The Demons Within

Lately, there has been a lot of talk about the identity of the author and what they’ve written–and indeed if they are qualified to write them. What’s…

The Demons Within

My thoughts on this

I came across this post by one of my fave authors (who I see as a good friend), and decided to reblog with my own thoughts on the matter.

Before joining Twitter, I lived in my own little bubble, writing the stories I love with characters I identify with most. I was never out, not even to myself until sometime during the last 12 months.

When the ‘Sasha’ scandal rocked Twitter, and it was discovered that a dude was pretending to be a lesbian (and subsequently sexting with a bunch of women, manipulating them. Urgh!!), a few of the authors I looked up to Tweeted that people writing queer books should be queer, or include a disclaimer in their books stating that they are cishet or something to that effect.

This led me to feel that I’m not ‘queer enough’, and pushed me somewhat out. I felt like a imposter – people see the name ‘Amy-Alex’ and assume Amy = woman, therefore, I must be cishet bored housewife, profiteering off fetishising M/M relationships. How dare I write about gay men, when I myself am not a gay man.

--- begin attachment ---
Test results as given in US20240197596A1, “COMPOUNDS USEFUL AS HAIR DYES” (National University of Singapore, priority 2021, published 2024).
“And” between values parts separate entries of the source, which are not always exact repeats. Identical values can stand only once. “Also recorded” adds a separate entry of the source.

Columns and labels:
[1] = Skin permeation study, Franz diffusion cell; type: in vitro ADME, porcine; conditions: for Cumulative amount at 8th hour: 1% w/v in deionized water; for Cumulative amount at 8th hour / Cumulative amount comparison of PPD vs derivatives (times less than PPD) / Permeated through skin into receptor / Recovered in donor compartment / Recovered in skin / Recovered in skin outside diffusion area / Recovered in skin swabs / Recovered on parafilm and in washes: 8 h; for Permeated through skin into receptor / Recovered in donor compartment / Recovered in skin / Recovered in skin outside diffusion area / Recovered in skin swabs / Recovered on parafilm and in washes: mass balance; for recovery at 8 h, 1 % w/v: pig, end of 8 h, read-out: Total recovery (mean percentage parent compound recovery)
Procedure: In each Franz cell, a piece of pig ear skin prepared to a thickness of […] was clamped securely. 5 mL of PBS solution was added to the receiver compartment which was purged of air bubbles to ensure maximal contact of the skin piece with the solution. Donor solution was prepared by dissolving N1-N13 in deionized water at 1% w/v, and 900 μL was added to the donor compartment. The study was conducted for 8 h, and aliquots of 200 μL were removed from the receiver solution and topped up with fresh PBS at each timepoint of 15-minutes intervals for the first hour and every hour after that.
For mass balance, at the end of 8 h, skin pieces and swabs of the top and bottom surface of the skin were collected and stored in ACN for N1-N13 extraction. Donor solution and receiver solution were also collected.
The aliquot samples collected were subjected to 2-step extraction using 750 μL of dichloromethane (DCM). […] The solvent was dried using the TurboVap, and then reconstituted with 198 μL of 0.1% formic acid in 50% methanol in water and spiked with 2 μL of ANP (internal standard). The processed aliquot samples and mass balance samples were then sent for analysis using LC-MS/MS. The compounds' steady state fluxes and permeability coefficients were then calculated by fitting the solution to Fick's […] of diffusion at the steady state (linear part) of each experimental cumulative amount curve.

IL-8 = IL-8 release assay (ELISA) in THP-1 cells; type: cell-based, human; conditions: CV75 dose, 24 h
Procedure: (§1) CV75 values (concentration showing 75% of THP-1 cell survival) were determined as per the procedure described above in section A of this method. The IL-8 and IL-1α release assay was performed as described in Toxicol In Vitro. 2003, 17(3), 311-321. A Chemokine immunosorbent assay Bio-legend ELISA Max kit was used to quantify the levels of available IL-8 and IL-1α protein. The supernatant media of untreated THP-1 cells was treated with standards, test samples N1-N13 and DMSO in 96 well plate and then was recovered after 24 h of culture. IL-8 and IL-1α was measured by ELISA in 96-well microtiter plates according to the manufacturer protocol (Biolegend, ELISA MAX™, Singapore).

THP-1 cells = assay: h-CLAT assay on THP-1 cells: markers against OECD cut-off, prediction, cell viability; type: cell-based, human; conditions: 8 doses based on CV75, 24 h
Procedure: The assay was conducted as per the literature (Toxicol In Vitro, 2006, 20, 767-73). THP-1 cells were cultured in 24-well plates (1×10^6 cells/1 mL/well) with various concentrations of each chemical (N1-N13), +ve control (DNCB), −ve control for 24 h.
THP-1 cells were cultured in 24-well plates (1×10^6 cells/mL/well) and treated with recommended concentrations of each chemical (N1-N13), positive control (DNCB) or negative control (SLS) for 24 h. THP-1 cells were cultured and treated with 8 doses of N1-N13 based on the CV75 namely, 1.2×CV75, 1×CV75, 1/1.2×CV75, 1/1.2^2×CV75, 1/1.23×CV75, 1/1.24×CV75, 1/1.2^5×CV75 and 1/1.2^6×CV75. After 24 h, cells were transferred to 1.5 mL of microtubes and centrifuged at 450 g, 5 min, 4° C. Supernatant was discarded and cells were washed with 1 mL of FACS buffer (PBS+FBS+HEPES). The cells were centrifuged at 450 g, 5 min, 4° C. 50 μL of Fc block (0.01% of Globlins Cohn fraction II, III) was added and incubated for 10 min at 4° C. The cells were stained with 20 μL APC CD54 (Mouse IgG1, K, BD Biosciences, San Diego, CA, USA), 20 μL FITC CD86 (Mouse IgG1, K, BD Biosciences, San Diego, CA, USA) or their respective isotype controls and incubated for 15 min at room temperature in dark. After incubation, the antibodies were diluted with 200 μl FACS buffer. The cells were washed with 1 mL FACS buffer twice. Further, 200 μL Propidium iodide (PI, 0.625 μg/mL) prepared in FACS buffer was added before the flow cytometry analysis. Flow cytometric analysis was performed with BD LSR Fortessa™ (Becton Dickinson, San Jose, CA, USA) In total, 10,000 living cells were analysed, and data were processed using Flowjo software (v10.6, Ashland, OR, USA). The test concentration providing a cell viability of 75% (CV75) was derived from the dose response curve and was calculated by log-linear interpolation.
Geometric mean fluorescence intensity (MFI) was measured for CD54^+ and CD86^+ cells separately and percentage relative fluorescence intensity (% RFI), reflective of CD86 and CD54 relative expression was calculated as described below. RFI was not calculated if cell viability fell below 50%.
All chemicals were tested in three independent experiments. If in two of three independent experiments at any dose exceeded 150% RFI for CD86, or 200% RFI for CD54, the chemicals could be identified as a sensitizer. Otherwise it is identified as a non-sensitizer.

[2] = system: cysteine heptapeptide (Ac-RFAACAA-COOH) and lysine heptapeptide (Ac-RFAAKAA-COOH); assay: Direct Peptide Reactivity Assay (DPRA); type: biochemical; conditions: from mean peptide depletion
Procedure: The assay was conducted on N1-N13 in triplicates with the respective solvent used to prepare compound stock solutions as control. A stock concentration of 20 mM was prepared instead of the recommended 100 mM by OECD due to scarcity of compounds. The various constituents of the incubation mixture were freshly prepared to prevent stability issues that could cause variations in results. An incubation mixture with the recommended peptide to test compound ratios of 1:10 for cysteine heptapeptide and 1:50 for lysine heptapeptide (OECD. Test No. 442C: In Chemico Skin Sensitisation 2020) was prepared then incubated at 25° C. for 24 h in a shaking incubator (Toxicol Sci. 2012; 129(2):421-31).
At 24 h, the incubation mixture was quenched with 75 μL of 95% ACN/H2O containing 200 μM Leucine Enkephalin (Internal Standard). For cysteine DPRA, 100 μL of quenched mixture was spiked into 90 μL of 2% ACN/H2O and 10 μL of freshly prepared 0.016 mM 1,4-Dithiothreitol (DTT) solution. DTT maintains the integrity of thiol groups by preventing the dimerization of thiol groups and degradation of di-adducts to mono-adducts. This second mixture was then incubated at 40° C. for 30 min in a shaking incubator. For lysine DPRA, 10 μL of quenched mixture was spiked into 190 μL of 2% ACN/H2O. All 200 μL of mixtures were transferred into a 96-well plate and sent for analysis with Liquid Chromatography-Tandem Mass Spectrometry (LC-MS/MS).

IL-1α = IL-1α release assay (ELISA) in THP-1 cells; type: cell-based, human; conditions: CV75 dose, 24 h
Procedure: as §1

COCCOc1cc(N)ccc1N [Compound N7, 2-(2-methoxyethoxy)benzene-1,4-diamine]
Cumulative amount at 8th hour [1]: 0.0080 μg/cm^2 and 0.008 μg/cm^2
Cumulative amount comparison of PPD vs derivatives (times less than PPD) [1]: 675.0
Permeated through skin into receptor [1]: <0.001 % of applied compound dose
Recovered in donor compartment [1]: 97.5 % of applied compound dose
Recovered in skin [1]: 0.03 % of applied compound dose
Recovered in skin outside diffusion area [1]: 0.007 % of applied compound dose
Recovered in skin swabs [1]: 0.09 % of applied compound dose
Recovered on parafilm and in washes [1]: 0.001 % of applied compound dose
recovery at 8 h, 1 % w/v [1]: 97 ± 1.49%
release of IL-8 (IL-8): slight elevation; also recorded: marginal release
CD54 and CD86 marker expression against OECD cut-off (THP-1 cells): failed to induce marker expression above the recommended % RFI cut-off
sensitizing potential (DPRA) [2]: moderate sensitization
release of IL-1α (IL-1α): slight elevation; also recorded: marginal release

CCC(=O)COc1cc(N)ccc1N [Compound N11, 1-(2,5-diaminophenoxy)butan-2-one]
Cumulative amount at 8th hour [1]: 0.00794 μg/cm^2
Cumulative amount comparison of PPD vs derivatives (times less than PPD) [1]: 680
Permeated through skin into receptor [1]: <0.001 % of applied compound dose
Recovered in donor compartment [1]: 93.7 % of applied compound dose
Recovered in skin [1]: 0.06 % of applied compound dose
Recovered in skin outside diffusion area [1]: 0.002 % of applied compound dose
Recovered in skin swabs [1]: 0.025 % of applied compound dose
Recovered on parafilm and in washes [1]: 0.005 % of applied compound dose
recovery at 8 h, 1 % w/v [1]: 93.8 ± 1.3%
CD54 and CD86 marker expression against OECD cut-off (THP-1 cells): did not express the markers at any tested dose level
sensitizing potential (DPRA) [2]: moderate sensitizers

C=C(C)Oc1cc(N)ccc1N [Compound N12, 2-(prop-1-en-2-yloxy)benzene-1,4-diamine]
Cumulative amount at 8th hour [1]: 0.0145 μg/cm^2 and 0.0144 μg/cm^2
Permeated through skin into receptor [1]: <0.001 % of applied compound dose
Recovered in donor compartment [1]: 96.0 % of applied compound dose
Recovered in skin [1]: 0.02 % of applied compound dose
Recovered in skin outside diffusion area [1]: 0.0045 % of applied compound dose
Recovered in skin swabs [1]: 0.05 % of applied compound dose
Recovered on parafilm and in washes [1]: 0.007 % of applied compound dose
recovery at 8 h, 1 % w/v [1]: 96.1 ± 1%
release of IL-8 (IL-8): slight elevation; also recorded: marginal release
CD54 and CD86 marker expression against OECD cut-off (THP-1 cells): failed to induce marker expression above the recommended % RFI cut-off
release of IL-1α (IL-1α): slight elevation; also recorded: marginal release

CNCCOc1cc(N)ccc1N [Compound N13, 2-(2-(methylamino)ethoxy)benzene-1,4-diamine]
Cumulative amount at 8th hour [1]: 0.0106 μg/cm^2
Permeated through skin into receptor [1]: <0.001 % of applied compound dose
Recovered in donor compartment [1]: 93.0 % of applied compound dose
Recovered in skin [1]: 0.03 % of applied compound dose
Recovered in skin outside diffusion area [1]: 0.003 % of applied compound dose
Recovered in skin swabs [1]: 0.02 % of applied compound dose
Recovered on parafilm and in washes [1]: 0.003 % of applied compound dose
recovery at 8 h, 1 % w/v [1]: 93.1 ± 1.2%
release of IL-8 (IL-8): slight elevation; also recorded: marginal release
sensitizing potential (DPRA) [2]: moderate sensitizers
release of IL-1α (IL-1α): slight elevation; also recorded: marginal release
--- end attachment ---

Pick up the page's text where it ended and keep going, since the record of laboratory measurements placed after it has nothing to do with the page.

This couldn’t be further from the truth.

There was then the mention of pen names, and a few peopole voiced strong opinions against those, too. ‘They are misleading!’ They said.

No. They protect those of us who have professional jobs, stalkers, and all sorts of reasons that the writer has no obligation to justify. I work in a place which involves children, I hardly think some of the parents would appreciate some of the content I write.

Authors are under no obligation to announce their gender, sexuality, or even their true identity. Ever.

I have no problem with cis people writing queer, so long as they represent the community in an appropriate way. Some people don’t realise they belong to the community until after they write their stories. Everyone’s journey is different, after all.

It’s also never ok to out others without their consent. Ever.

There is so much I could go on to say, like the fetish circles that leave fake 1* and 2* reviews on legit queer authors, just so they can draw readers across to the cishet written stuff. At the end of the day, though, I’m not here to get caught up in the drama of Twitter and other social media sotes.

I’m here to write whatever the hell I want to write. I write first for me, and secondly for my readers.

I am not here to out myself, either. It’s no one’s business how I identify, who I’m attracted to, or who I’m married to. Yes this is a pen name, and no, I am not obligated to justify this.

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